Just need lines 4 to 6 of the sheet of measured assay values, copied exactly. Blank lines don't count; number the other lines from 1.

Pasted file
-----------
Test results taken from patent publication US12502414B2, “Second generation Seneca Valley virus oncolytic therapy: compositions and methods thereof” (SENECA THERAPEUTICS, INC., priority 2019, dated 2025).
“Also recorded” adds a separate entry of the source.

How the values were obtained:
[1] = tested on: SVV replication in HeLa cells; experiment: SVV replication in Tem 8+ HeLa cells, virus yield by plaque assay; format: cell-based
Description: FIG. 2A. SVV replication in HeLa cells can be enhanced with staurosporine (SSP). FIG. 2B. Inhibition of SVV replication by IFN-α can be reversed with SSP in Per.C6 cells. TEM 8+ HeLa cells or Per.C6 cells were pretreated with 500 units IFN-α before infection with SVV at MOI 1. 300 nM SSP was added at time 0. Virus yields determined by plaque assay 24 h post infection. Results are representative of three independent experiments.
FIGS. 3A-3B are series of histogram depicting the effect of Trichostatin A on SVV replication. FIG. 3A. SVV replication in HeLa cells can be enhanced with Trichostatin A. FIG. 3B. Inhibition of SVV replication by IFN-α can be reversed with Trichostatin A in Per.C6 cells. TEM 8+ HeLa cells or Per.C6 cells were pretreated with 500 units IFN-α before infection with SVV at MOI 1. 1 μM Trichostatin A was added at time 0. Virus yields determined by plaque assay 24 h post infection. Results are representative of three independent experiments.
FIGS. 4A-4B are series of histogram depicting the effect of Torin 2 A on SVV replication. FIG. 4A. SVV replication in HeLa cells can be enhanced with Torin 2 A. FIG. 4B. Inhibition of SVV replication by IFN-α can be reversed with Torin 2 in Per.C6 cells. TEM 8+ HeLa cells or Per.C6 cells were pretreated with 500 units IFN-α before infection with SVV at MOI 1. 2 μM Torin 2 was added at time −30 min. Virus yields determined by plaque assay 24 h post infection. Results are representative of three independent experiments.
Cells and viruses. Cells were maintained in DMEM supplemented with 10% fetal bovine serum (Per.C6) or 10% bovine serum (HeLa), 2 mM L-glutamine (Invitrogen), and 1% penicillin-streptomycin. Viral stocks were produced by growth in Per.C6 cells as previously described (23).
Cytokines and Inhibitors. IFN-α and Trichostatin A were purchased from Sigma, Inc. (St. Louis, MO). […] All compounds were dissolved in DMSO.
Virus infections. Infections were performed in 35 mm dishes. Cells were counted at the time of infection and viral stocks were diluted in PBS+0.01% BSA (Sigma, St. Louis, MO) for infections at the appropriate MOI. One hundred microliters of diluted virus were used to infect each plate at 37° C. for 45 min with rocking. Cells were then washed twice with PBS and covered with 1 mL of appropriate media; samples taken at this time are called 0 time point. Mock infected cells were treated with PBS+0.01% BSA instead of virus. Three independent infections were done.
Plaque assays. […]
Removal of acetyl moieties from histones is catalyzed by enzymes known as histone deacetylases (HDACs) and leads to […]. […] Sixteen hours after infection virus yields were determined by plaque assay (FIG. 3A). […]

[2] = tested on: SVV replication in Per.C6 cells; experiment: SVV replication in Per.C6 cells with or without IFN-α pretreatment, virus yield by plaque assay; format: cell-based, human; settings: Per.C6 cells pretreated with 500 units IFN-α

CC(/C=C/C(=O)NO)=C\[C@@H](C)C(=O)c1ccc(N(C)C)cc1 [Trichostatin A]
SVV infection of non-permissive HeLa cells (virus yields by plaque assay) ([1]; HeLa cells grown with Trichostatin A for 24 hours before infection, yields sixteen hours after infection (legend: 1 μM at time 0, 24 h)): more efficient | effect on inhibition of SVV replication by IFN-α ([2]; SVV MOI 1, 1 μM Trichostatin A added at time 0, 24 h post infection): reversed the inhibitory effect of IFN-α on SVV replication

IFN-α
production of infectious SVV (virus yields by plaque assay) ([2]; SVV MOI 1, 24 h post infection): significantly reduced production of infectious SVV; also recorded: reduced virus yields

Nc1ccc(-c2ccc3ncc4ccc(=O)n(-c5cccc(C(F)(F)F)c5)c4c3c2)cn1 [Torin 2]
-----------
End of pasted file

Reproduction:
[1] = tested on: SVV replication in HeLa cells; experiment: SVV replication in Tem 8+ HeLa cells, virus yield by plaque assay; format: cell-based
Description: FIG. 2A. SVV replication in HeLa cells can be enhanced with staurosporine (SSP). FIG. 2B. Inhibition of SVV replication by IFN-α can be reversed with SSP in Per.C6 cells. TEM 8+ HeLa cells or Per.C6 cells were pretreated with 500 units IFN-α before infection with SVV at MOI 1. 300 nM SSP was added at time 0. Virus yields determined by plaque assay 24 h post infection. Results are representative of three independent experiments.
FIGS. 3A-3B are series of histogram depicting the effect of Trichostatin A on SVV replication. FIG. 3A. SVV replication in HeLa cells can be enhanced with Trichostatin A. FIG. 3B. Inhibition of SVV replication by IFN-α can be reversed with Trichostatin A in Per.C6 cells. TEM 8+ HeLa cells or Per.C6 cells were pretreated with 500 units IFN-α before infection with SVV at MOI 1. 1 μM Trichostatin A was added at time 0. Virus yields determined by plaque assay 24 h post infection. Results are representative of three independent experiments.